US Army Corps of Engineers, Chicago District
231 S. LaSalle St. Suite 1500
ATTN: GLMRIS – Brandon Road Comments
Chicago, IL 60604
Re: Support the Army Corps of Engineers' Tentatively Selected Plan to keep Asian carps out of the Great Lakes
The Invasive Species Centre supports the Tentatively Selected Plan that was identified in the draft study in the Brandon Road Feasibility Study. This plan is essential to prevent the spread of Asian carps into the Great Lakes. Asian carps pose huge ecological and socio-economic risks to the Great Lakes and their connected waterways. Asian carps alter habitats, compete with our native fishes for food and habitat, and can carry disease and parasites. The total value of the Commercial Fisheries in the Canadian Great Lakes during 2011 was over $33 million dollars1. The presence of Asian carps would have multiple impacts to commercial fishing, including:
· Increased competition for food resources with young and mature native species.
· Increased costs and decreased revenues for commercial harvesters.
Asian carps would have negative impacts on social and recreational activities around the Great Lakes, including:
· Recreational fishing
· Swimming opportunities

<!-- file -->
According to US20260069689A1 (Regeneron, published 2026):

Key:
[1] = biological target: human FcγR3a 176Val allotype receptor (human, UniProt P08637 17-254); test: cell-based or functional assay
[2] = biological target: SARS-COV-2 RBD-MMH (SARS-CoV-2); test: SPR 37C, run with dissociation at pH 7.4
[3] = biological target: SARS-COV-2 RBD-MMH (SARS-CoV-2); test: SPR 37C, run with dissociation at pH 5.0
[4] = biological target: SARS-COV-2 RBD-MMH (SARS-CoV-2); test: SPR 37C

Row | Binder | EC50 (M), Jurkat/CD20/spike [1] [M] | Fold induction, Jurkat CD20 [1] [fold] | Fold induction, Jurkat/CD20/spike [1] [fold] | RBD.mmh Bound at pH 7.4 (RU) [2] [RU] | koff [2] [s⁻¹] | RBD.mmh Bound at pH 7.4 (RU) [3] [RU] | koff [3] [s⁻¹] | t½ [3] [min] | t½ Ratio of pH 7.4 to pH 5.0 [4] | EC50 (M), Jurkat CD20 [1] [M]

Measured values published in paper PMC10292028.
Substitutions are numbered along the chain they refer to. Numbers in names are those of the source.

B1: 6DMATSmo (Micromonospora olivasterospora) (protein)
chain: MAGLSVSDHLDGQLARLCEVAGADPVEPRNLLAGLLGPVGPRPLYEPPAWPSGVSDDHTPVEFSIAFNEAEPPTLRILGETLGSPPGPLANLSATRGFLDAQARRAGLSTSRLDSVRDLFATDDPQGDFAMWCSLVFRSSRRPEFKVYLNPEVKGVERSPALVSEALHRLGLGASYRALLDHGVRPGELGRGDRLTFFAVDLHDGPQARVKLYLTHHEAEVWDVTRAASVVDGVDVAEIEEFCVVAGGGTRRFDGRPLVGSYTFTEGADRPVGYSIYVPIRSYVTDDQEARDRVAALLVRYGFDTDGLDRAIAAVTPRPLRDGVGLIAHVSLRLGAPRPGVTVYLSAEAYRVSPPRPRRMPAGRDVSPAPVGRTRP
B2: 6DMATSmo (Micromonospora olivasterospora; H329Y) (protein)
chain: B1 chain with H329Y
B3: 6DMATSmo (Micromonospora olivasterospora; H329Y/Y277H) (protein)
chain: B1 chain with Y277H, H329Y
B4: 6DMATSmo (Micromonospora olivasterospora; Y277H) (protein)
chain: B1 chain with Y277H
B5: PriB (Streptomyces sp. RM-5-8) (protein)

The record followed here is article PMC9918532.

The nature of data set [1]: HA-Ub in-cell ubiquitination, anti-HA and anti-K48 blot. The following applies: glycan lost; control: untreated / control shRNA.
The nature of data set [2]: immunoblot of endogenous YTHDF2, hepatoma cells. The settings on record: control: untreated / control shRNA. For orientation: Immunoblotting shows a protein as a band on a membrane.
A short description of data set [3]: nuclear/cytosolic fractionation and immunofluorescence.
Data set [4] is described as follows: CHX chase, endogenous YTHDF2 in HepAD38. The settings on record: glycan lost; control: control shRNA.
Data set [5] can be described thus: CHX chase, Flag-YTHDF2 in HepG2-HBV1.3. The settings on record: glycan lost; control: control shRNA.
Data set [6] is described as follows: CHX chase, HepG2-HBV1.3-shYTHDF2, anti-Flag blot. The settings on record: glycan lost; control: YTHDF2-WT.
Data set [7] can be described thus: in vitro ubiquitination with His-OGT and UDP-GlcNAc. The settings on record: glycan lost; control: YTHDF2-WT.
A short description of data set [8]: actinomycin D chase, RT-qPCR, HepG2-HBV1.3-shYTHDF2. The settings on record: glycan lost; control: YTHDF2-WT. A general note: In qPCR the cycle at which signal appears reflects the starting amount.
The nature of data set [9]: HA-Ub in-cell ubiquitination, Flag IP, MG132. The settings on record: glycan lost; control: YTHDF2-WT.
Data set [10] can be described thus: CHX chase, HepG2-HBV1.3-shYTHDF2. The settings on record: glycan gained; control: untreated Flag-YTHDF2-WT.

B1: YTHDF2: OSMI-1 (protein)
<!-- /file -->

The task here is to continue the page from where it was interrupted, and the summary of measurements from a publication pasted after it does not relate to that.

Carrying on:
· Property values
· Water and shoreline aesthetics
The most recent estimates of the value of economic contributions to the Canadian economy of activities in and around the Great Lakes basin is $13,800,0001 (. The ecological impact that Asian carps would have on the Great Lakes, would likely result in significant declines in the industries, jobs, and recreational activities that depend upon them. The decline in recreation related activities could also have a direct impact on Ontario’s reputation as a destination for outdoor recreation tourists, including purchasers of vacation homes.
Along with the many economic and social impacts associated with Asian carps there are numerous ecological impacts, such as:
· Alter habitat, such as wetlands
· Decrease food availability for native species
· Compete for habitat and resources with native species2.
The Tentatively Selected Plan provides a means to keep shipping channels open but also protect these waters from Asian carps. With the recent silver carp found on June 23, 2017, just past the electric barriers, there needs to be strong consideration of this plan. The plan is achievable and the combination of an engineered channel, electric barrier, water jets, complex noise and flushing locks allows these technologies to work together to deter Asian carps rather than relying on one preventative measure. Increasing the number of barriers, increases our chances of keeping Asian carps out of the Great Lakes. The $275 million price tag associated with implementing these measures is minimal when considering the predicted economic value of the Canadian Great Lakes in 2018 is $8.5 billion1. Prevention is the cheapest option long term and should be implemented whenever possible.
The Invasive Species Centre hopes to see the approval and funding of the Tentatively Selected Plan so we can protect the Great Lakes from the damaging effects of Asian carps.